Venezuela's President Maduro accuses Obama of inciting violence
Venezuelan President Nicolas Maduro has accused President Obama of promoting ongoing protests in the country, and of backing members of the opposition alleged to be behind violence.
In a communique, the Latin American leader demanded that the US explain its motives in “financing, promoting and defending members of the opposition that promote violence against our country.”
Maduro went on to denounce declarations made by President Obama regarding the situation in Venezuela, saying that they presented a “gross interference in internal affairs.”
The new accusations come amidst a spike in the unrest that has gripped Venezuela, with some six people killed since demonstrations mounted by the opposition turned violent last week.
Wednesday night saw sporadic clashes between demonstrators in the capital of Caracas, the majority of which are middle class students who are frustrated with the country’s sputtering economy and soaring crime rate, and are seeking a regime change.
Maduro, who was elected last year as the heir apparent following the death of long-time President Hugo Chavez, has accused the opposition of fomenting a coup and inciting violence.
"There is an international campaign to justify a foreign intervention in Venezuela," Maduro said on Wednesday.
Members of the Venezuelan opposition have appealed to the international community over what they say was a tainted election, though little has been presented in the way of evidence of electoral impropriety in what was a closely contested runoff. Spearheading that effort has been Henrique Capriles, the opposition's two-time losing presidential candidate.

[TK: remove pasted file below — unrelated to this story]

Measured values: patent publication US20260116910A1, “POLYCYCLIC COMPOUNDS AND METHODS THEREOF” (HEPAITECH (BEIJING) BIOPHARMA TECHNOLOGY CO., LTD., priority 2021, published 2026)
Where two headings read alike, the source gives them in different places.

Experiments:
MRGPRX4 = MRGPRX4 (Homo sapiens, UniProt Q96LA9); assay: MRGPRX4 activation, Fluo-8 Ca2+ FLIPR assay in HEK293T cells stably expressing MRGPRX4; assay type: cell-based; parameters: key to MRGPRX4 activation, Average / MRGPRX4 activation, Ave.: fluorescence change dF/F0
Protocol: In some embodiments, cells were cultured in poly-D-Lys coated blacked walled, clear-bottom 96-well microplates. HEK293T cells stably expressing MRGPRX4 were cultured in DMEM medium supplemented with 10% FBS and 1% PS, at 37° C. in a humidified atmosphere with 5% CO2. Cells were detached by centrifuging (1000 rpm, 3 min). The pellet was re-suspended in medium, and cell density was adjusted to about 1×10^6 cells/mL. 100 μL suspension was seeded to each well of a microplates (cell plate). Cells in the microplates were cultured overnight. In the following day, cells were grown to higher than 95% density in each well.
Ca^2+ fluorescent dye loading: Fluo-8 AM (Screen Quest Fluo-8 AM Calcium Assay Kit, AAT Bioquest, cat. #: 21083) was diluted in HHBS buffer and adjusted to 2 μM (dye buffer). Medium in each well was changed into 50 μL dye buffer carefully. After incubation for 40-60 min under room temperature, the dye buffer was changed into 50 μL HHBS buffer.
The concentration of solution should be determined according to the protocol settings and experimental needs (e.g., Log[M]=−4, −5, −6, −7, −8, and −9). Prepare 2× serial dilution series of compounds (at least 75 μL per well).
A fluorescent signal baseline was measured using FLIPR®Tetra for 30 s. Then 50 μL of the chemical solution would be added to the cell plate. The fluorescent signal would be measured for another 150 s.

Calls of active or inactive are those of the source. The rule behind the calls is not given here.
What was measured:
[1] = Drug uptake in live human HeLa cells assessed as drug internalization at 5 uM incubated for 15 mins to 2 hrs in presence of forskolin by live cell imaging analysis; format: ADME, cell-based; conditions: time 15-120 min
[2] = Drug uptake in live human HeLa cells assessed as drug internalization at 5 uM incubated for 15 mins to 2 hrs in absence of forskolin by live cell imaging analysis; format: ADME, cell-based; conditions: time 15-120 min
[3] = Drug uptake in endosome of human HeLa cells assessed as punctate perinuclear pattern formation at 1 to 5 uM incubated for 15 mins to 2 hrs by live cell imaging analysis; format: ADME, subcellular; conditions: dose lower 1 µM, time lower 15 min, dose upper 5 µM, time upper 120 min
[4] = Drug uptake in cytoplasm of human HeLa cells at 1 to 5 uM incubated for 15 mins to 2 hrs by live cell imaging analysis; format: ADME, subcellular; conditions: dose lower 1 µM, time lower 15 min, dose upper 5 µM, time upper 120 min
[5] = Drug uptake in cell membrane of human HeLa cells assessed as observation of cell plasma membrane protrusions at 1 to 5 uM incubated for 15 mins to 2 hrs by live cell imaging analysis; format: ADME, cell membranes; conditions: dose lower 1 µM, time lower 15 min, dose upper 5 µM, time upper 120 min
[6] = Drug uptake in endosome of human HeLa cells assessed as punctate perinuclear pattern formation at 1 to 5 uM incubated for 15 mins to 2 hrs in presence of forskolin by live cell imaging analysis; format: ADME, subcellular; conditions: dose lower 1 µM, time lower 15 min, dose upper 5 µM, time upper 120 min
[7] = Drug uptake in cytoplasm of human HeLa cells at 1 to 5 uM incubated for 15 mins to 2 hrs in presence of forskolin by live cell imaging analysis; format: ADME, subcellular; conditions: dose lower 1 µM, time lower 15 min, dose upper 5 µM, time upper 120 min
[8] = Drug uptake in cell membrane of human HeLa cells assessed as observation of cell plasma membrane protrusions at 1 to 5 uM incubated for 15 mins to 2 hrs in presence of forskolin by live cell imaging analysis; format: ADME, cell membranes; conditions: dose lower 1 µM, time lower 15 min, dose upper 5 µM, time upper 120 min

Venezuela’s ruling party, meanwhile, has long maintained that the US is playing a role in propping up the country’s opposition, and seeking to subvert the Maduro administration. That vitriol was sustained during Hugo Chavez’s tenure as the country’s leader; he often referred to an unsuccessful 2002 coup which heavily implicated US coordination.
The latest spout of violence came on the heels of opposition leader Leopoldo Lopez’s surrender to government authorities during a large rally in Caracas. Lopez, who has recently become a rising star among Maduro opponents, is alleged to have played a role in the 2002 coup attempt.
Lopez, the Harvard educated 42-year-old leader of the Popular Will party and a former mayor, is being held responsible for the casualties that have resulted as demonstrators continue to clash with government forces.
"I said, 'Send him to jail,' and that's what happened and that's what will happen with all of the fascists. I won't allow him to challenge the people of Venezuela, the constitution,” said Maduro shortly after his arrest.
Lopez is being held in Caracas' Ramo Verde military jail on charges of fomenting the violence. According to his lawyers, prosecutors have dropped the most serious charges of murder against him.
Related to allegations of international meddling, Venezuela recently blocked broadcasts by Colombian based NTN24, and on Thursday Maduro warned US broadcaster CNN that it would be booted from the country if it did not "rectify" its programming, which was described as propaganda.
"I asked the minister of Communications, Delcy Rodríguez, that she notify CNN that the administrative process of removing them from Venezuela has begun if they do not rectify (comply). CNN will leave Venezuela. Enough of the war propaganda," said the Venezuelan leader.